Dyspnea is common in lung cancer and may be partially attributable to increased ventilatory drive due to muscle weakness. The sympathetic component of this pathway might be mitigated by β-blockers.
A retrospective review of new patients with stage III–IV non-small lung cancer or any small cell lung cancer was undertaken to assess the impact of β-blocker use on dyspnea and fatigue. Data were abstracted for clinical characteristics, β-blocker use, and pre-treatment Edmonton Symptom Assessment System dyspnea and fatigue scores.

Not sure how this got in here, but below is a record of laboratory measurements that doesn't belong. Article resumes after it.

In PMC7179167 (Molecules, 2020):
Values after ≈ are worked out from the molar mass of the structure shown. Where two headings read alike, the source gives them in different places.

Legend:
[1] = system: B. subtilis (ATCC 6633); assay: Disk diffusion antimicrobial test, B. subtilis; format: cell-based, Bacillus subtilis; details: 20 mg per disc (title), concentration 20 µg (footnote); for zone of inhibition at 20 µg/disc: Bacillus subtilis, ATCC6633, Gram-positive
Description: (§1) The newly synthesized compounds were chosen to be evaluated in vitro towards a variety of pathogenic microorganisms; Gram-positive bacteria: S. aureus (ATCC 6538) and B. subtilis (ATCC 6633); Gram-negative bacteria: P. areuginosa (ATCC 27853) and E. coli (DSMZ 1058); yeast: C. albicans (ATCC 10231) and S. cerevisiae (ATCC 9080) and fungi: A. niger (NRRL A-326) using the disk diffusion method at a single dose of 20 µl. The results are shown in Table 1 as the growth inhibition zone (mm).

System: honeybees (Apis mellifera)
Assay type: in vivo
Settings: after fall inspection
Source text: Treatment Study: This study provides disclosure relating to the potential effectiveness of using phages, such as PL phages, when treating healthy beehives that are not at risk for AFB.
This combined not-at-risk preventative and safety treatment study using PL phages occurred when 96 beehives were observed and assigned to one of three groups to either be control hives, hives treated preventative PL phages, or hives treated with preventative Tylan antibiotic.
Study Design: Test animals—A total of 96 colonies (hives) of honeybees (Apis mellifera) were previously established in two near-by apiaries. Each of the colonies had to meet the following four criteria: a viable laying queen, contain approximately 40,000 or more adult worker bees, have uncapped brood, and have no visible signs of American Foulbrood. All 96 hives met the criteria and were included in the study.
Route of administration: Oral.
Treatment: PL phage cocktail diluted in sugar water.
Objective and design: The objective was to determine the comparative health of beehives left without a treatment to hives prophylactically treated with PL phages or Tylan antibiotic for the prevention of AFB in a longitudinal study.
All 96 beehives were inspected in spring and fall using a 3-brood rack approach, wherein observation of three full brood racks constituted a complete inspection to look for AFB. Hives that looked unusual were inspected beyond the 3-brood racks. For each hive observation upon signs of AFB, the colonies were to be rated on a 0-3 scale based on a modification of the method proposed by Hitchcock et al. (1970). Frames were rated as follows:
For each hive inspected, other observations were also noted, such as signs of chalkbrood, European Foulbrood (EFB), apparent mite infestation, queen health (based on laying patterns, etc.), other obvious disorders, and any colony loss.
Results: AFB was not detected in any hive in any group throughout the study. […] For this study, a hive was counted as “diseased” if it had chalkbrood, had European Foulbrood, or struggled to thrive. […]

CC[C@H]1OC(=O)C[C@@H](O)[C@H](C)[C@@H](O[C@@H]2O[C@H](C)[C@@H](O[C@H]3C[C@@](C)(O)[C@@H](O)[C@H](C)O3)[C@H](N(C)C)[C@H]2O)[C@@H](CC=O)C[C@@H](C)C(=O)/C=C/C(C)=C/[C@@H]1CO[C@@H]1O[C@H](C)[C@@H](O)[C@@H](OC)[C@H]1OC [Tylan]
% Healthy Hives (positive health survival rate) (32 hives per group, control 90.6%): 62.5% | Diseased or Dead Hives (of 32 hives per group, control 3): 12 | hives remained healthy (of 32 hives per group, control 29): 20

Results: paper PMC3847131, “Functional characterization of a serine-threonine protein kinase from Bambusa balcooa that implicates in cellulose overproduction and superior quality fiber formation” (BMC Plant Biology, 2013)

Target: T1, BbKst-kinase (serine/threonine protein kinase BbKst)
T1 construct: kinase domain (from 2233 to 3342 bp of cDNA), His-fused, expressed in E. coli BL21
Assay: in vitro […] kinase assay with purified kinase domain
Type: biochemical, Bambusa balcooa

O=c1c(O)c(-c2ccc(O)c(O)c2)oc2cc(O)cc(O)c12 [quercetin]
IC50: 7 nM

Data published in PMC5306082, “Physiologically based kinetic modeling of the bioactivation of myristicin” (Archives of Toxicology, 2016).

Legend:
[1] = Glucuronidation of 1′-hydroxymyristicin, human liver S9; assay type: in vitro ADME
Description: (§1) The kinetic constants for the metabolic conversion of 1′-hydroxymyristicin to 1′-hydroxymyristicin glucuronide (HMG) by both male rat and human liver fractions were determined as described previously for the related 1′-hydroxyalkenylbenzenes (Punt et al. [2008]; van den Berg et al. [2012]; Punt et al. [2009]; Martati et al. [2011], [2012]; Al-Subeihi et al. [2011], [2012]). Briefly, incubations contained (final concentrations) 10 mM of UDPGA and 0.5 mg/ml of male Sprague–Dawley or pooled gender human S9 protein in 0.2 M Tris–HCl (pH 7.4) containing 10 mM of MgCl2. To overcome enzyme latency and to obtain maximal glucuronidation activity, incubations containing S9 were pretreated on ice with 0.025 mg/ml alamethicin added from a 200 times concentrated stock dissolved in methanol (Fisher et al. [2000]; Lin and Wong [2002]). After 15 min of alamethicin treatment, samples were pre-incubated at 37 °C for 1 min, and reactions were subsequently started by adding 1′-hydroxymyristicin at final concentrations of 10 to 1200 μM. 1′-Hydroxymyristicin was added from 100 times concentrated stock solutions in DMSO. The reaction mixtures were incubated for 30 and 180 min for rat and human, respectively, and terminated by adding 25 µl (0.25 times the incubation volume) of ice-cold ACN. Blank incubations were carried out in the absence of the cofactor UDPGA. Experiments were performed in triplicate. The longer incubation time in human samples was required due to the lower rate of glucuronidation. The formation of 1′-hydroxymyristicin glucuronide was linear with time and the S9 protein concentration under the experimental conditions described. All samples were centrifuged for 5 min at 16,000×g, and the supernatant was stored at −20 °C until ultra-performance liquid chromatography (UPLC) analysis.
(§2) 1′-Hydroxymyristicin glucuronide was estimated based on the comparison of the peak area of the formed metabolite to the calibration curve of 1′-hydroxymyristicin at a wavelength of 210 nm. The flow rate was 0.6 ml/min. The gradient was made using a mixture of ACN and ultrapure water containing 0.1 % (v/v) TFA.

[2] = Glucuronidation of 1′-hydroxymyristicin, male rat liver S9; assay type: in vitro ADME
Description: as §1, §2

Of 348 patients assessed, 202 met eligibility criteria. The median age was 67, 55.4% were female, 18.8% had chronic obstructive pulmonary disease (COPD), and 5.9% had active coronary artery disease. Over 60% of patients scored 4/10 or higher on their dyspnea and fatigue scores. While dyspnea and fatigue were moderately associated, no association was found between β-blocker use and either symptom. Recorded dosages of β-blockers were low. COPD was associated with dyspnea and fatigue, while anemia was associated with fatigue.
Dyspnea and fatigue are prevalent and increased in the presence of COPD and anemia. No association between β-blocker use and dyspnea or fatigue scores was observed. This may be attributable to inadequate dosing or to retrospective bias.